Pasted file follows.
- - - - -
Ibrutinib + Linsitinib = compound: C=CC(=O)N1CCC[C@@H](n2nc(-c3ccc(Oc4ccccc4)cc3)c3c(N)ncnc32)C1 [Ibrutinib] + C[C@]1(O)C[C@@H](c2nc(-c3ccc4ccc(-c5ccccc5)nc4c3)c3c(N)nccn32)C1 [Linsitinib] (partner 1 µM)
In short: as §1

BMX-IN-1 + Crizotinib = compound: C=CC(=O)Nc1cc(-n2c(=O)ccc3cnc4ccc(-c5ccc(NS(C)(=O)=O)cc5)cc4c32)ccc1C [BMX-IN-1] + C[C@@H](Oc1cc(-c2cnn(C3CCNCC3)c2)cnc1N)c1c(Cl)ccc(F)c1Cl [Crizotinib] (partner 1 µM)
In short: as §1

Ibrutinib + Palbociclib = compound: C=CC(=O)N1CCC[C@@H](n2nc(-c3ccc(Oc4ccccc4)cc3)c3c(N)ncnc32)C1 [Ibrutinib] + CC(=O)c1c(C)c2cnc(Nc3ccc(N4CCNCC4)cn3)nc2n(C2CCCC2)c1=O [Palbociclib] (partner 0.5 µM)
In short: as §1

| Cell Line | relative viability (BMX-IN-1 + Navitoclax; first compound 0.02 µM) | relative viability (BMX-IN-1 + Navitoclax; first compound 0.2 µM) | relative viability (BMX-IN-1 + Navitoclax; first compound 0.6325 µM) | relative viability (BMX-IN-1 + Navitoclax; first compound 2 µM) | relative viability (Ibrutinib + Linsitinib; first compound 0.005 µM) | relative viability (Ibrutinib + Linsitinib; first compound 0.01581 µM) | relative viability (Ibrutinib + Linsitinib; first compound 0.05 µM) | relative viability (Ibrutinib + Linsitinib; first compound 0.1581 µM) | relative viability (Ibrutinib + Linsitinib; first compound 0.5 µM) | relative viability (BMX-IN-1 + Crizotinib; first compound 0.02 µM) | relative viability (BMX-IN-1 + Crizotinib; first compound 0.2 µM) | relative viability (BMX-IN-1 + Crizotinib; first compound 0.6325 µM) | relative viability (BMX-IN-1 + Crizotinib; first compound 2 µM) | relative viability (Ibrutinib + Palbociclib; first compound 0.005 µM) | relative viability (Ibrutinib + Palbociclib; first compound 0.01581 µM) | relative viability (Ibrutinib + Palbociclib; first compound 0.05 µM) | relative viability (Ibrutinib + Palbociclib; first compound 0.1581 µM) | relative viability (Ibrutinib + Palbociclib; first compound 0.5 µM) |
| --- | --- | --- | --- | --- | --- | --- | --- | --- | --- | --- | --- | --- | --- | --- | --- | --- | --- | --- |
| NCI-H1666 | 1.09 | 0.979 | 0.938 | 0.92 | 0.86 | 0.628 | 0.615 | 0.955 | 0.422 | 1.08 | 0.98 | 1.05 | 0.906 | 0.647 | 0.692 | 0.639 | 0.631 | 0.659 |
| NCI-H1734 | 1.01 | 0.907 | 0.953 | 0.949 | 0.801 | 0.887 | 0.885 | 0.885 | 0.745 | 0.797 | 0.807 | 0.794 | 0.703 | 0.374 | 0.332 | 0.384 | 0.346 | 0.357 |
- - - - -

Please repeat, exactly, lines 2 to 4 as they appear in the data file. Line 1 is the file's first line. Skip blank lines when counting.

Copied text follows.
In short: as §1

BMX-IN-1 + Crizotinib = compound: C=CC(=O)Nc1cc(-n2c(=O)ccc3cnc4ccc(-c5ccc(NS(C)(=O)=O)cc5)cc4c32)ccc1C [BMX-IN-1] + C[C@@H](Oc1cc(-c2cnn(C3CCNCC3)c2)cnc1N)c1c(Cl)ccc(F)c1Cl [Crizotinib] (partner 1 µM)
In short: as §1